Fire Chief Chris Heppel: For me as the Fire Chief of Eugene Springfield Fire, the reality for me was, it can happen here.
This is the wake-up call. This was the weather event that if it would have started, if our ignition source would have been in the Lowell/Dexter area on that night with those same precipitating factors, we could have very easily been fighting this fire off of Spencer’s Butte, off Willamette Street, Fox Hollow. We could have very easily been into that area.
David Monk: [00:00:34] The Holiday Farm Fire could have blown into the Eugene / Springfield Metro area. After seeing what happened in Talent and Phoenix (Oregon), we had a firsthand view of a wildfire in an urban setting and realized that we needed to start organizing in our community to prepare residents for the possibility of a wildfire burning in the Metro area.
Tom Peck: [00:00:57] This is Oregon on September of 2020 showing fires that burned on the West side of the cascade mountains had the easterly winds continued major metropolitan communities like Portland, Salem, Eugene, and Roseburg could have burned.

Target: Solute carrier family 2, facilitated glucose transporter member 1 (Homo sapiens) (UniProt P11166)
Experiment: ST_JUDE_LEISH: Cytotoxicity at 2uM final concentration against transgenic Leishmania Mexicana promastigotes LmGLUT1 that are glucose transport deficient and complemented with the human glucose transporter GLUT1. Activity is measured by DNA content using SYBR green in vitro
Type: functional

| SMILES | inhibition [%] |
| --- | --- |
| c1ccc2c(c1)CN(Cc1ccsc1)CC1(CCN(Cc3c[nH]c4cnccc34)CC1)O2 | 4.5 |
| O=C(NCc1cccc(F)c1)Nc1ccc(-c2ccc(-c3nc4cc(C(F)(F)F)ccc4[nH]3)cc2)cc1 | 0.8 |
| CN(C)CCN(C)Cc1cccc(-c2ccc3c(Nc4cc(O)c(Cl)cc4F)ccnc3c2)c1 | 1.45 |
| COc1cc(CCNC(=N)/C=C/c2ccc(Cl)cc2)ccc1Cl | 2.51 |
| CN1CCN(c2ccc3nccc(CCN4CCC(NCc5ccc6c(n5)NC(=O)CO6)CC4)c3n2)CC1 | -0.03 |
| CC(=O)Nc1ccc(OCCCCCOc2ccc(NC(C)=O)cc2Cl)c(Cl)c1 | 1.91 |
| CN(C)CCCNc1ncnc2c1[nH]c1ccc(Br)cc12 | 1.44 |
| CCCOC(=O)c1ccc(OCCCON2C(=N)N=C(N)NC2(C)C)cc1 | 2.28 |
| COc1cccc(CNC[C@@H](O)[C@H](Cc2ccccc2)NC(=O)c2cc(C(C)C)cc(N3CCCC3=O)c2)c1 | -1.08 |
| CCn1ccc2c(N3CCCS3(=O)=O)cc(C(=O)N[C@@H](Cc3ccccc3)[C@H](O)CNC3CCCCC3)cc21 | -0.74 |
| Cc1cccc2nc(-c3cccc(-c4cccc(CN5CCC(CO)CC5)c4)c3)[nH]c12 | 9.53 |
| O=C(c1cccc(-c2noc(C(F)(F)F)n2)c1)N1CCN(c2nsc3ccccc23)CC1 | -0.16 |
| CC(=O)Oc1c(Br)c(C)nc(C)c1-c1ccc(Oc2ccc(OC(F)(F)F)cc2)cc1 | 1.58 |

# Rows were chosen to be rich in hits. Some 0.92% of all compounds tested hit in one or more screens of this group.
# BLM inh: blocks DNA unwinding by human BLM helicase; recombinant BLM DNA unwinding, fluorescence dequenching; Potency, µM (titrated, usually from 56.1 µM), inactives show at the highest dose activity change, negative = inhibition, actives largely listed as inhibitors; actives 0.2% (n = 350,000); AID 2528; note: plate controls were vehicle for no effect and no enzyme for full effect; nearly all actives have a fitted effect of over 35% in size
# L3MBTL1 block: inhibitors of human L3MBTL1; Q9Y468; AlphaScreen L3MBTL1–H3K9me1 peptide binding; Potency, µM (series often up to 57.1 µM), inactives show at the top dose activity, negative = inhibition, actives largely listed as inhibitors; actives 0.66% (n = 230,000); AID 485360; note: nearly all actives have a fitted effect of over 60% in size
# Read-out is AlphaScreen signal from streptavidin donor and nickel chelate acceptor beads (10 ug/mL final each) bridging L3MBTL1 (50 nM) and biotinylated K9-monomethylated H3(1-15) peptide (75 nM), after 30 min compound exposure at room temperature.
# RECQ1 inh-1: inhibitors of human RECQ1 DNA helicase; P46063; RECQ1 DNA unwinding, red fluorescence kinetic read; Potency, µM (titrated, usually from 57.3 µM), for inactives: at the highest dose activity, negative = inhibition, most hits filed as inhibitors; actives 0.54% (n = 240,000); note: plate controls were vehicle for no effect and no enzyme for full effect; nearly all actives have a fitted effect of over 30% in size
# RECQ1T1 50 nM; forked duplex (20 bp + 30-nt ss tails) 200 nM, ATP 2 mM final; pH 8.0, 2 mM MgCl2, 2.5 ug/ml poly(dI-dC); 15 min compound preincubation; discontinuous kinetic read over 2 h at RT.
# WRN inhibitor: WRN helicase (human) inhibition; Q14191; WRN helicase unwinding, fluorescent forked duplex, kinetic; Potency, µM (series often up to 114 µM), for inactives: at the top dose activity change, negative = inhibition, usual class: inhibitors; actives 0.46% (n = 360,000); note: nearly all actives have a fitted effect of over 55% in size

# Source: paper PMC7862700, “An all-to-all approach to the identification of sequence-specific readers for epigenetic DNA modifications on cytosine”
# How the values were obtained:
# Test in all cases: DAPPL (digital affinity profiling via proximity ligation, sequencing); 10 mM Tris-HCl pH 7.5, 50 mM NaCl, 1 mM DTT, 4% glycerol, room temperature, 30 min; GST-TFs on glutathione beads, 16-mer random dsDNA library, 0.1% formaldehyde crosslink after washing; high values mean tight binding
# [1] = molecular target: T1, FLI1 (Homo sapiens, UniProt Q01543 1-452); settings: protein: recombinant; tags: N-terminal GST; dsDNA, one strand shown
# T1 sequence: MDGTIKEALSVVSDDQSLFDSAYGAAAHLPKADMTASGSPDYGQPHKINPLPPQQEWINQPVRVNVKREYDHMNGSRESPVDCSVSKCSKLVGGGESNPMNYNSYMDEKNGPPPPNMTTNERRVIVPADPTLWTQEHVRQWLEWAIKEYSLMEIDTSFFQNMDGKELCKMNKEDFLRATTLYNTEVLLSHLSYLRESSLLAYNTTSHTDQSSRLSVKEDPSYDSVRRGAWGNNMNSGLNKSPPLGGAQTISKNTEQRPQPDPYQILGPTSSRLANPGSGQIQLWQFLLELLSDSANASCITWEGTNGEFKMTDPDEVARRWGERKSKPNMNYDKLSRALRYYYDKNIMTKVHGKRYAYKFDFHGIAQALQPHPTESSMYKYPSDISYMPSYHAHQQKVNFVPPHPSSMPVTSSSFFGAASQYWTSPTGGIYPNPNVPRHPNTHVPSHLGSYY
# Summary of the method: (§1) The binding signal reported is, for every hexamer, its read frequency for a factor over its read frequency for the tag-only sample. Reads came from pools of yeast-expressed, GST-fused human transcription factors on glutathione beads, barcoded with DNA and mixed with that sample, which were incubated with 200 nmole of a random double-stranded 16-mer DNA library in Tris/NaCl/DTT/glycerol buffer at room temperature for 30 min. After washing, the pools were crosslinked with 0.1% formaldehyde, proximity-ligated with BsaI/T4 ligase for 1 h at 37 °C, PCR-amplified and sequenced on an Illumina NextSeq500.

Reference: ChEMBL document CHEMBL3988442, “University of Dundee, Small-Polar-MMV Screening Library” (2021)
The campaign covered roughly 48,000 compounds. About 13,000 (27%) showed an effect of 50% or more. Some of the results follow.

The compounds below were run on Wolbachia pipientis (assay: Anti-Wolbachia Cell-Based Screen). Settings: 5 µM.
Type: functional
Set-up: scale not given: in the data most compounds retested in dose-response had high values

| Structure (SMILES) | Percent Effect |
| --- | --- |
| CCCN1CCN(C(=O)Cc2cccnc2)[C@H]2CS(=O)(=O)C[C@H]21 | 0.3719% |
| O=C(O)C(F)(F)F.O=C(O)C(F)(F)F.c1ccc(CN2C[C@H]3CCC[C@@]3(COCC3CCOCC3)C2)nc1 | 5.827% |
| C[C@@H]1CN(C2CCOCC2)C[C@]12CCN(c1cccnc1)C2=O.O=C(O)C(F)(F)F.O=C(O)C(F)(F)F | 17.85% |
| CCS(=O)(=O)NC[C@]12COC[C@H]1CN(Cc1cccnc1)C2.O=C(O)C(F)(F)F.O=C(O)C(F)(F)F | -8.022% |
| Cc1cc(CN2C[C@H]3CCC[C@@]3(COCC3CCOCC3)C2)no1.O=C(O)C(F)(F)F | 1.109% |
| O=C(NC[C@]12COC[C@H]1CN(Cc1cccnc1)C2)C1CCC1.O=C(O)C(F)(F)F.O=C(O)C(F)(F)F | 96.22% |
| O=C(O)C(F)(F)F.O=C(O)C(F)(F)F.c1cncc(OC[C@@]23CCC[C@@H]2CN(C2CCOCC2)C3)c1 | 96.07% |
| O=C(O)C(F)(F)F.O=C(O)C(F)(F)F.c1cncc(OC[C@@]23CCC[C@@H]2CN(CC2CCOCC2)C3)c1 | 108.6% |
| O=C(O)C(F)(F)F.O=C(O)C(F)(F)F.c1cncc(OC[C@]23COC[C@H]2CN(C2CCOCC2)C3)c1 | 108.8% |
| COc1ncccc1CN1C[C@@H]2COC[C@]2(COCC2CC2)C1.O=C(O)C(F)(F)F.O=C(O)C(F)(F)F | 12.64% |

Mike Beasley: [00:01:18] We’ll talk more about the East winds, but you can start to see that pattern here in the fire shapes in Oregon. A lot of them were in canyons that were aligned East to West. So they really picked up those East winds. The Diablo when the Santa Ana winds they’re known by many names, coming from a lot of different mountain ranges, but it’s all the same process of rapidly accelerating downslope winds. And a lot of times that comes from a dry, continental air mass that’s had a lot of sun baking it for a long time. In this case, these foehn winds picked up and took ongoing fires.